World’s Greatest Basketball Player and Humanitarian

Every millennium it seems that humanity is blessed with a person who transcends his professional career and changes the way we look at ourselves. In the story of Lew Alcindor who later became Kareem Abdul Jabber the world witness arguably one of the greatest athletes and definitely one of the greatest basketball players. But his story beyond the court is as impactful as his athletic accomplishments on the court. With his celebrity status, he did not recline to the norms of society but challenged the political injustice surrounding his upbringing to free his mind. In doing so, he became a role model for young men and women around the world. An integral part of his journey and transformation was his conversion to Islam and the teachings of the Quran.

One day during the month of Ramadan in 1968, Dr. Salahuddin Bryson brought a very tall African-American young man named Lew Alcindor to watch Muslims pray in a location close to the University of California, Los Angeles (UCLA). At this location, Muslims from Pakistan, India and Burma had gathered to perform the Isha (evening) and Ramadan-Taraweeh prayers. He was then a student at University of California at Los Angeles and its most celebrated basketball players.

In his early life Lew Alcindor felt imprisoned by a certain image that did not fit his life and thinking. This awareness lead him to ask questions about the norms in society. He said later that his early awakening came from reading The Autobiography of Malcolm X (al-hajj Malik Shahbazz)” that provided him a sudden, dramatic, and seemingly irreversible beginning, a shift in consciousness, and moved him to higher levels of achievement of the mind and spirit. This transformation inspired him and he began to study the Quran and eventually convert to Islam.

Most people know Kareem Abdul Jabber the basketball player who was arguably the face of basketball from high school through his illustrious 20 year professional career. Lew Alcindor was the tallest child in the school system and everybody in the school encouraged him to play basketball. He mastered the essentials of the game as early as fifth grade, and developed the soaring "sky hook" that became his signature shot on the basketball court. His ability won him a scholarship to a private Catholic high school. At the age of 15, he led his school team to 95 victories in 101 games and three consecutive championships in New York City's Catholic school league. In all three years, he was named a high school All-American Player. His accomplishments on the basketball court made him a highly recruited student athlete. He chose to play at the University of California, Los Angeles (UCLA) where he became one of the most decorated student athletes in NCAA(National Collegiate Athletic Association) history and rewrote many of the record books. He is the only player named the NCAA Tournament's Most Outstanding Player three times and became the most famous college sports star. He became eligible to play during his sophomore year and played for three years (1967-1969) leading UCLA to national champions all three years, losing only two games out of 90. Winning became synonymous with Lew Alcindor.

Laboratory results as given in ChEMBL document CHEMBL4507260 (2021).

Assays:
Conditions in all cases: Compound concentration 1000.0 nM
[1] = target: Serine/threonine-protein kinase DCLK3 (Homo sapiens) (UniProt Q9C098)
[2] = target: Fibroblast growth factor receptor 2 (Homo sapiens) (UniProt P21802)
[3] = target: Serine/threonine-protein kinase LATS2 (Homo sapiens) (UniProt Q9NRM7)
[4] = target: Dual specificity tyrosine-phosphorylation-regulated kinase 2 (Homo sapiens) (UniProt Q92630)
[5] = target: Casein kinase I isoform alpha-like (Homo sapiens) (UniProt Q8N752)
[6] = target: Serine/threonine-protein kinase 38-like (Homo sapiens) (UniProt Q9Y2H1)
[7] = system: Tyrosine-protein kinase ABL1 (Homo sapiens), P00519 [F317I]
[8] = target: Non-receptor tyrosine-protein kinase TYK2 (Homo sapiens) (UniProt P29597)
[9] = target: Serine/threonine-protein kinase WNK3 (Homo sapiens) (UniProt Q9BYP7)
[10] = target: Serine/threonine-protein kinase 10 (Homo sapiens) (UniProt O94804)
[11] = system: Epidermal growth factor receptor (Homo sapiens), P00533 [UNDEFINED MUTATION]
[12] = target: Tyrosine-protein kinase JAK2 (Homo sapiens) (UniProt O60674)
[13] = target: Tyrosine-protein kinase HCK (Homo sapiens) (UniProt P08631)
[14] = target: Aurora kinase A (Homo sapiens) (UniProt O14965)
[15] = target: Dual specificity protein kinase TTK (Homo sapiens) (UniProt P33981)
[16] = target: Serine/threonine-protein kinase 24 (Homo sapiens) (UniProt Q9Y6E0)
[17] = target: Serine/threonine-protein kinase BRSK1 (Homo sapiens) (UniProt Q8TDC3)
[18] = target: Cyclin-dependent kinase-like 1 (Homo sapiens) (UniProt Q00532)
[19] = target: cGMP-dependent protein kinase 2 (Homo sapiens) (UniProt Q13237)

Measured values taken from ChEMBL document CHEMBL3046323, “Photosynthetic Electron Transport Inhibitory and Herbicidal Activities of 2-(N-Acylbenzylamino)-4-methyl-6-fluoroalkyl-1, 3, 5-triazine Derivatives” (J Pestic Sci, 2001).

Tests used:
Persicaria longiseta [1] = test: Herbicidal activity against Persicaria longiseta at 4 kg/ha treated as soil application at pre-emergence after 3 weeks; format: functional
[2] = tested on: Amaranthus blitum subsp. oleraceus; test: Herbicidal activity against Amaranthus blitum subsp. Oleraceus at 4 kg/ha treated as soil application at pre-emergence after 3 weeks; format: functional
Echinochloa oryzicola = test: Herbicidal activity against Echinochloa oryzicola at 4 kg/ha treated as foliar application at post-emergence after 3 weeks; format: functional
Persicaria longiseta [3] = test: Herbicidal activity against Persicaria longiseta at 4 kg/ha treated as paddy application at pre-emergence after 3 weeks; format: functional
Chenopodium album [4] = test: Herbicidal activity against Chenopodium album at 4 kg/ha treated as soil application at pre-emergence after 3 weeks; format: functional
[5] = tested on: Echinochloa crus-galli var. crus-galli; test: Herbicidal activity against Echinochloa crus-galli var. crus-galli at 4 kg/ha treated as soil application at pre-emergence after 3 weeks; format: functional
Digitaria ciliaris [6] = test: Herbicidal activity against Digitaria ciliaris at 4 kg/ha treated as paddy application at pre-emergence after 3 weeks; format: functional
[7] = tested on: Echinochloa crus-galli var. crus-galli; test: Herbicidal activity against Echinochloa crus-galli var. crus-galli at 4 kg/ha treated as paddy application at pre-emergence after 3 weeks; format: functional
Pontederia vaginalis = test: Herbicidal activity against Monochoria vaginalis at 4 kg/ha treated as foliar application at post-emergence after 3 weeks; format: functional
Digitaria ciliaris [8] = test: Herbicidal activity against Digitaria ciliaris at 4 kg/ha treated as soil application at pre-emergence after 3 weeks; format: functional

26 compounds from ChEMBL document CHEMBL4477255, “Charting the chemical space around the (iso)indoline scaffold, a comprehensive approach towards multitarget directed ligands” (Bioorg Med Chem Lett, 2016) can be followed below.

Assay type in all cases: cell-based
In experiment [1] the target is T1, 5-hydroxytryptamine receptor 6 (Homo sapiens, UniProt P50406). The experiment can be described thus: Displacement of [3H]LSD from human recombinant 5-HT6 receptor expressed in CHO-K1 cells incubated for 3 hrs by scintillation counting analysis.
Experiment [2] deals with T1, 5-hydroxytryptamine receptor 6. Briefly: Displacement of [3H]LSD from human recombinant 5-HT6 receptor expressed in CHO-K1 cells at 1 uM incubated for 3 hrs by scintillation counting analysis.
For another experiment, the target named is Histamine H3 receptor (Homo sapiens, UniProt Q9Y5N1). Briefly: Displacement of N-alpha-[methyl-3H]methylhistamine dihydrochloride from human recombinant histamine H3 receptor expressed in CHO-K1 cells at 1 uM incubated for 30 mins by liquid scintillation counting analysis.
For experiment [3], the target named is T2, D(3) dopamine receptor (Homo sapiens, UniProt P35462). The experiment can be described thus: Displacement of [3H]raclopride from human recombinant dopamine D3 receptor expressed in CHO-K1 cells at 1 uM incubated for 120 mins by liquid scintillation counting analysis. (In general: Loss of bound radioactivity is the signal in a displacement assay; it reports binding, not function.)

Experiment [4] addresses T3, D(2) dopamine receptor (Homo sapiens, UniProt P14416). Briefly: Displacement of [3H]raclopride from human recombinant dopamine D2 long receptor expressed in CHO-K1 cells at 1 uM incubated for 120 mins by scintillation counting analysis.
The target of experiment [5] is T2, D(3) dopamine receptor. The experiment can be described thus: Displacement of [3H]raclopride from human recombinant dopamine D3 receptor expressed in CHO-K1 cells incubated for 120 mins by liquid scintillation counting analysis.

After a decorated college career at UCLA, Lew Alcindor was selected as the top overall pick by the Milwaukee Bucks in the 1969 National Basketball Association (NBA) draft. He quickly became one of the most dominate centers in the league finishing second in the league in scoring and was named Rookie of the Year. In only his second season, he was named the Most Valuable Player (MVP), and led the Bucks to 1970-1971 NBA championship where he not only helped the Bucks win their only championship but was also named the most dominate player in the Finals winning the NBA Finals MVP.

The next two years after winning the NBA championship, Kareem Abdul-Jabbar established himself as the most dominate basketball player in the league winning the league MVP twice. Kareem Abdul Jabbar played for the Milwakee Bucks from 1969 to 1974, and then he moved to Los Angeles and played for Lakers from 1975-1989 and was key player during the Laker’s “Showtime” era. “The Captain” would win another five championships with the Lakers and would establish himself as arguably one of the greatest players to ever play the game. His performance was the product of disciplined training regimen which he used on the basketball court with speed and grace. He perfected the unstoppable skyhook shot in basketball history that continues to marvel the world of basketball. He scored 38,387 points in his career, the highest by any player, a record still held in the league. In addition to being the all-time leading scorer in NBA history, he is ranked 3rd all-time in both rebounds and blocks; a six-time NBA champion and league MVP. In 2007 ESPN voted him the greatest center of all time, in 2008 they named him the "greatest player in college basketball history, and in 2016, "All-Time #NBA rank 2 player.”

Since 2005, Abdul-Jabbar has served as special assistant coach and as coach for 2009-2010 Season for the Lakers. This year, 2016, he was chosen to be on the Lakers Float in the Pasadena Rose Parade on the New Year’s Day.

However, Kareem Abdul Jabber’s story does not start or end with his athletic accomplishment. Furthermore, student athletics is not the only reason he came to UCLA. Lew Alcindor as he was called then was in tuned to his political surrounding. At UCLA, he earned a B.A. studying history and was keenly aware of the complex moral and political issues of the 1960’s. Of most importance to him was the lack of recognition of African-American achievement in the history and development of America. He was an admirer of Malcolm X and appreciated how his hard work was a catalyst in the civil rights movement. His new found awareness about race relations around the world informed his consciousness. For example, he declined to play for the US Olympic team due to his dissatisfaction with race relations in the US. The sayings of Malcolm X during Hajj pilgrimage also affected him. Malcolm X documented a type of racial harmony during the holy pilgrimage of hajj that he thought would never be achieved growing up as an African-American in the US. Teaching in the Quran like verse 49:13 inspired Malcolm X and talked about how God judges a person by their good deeds and not by their race or color.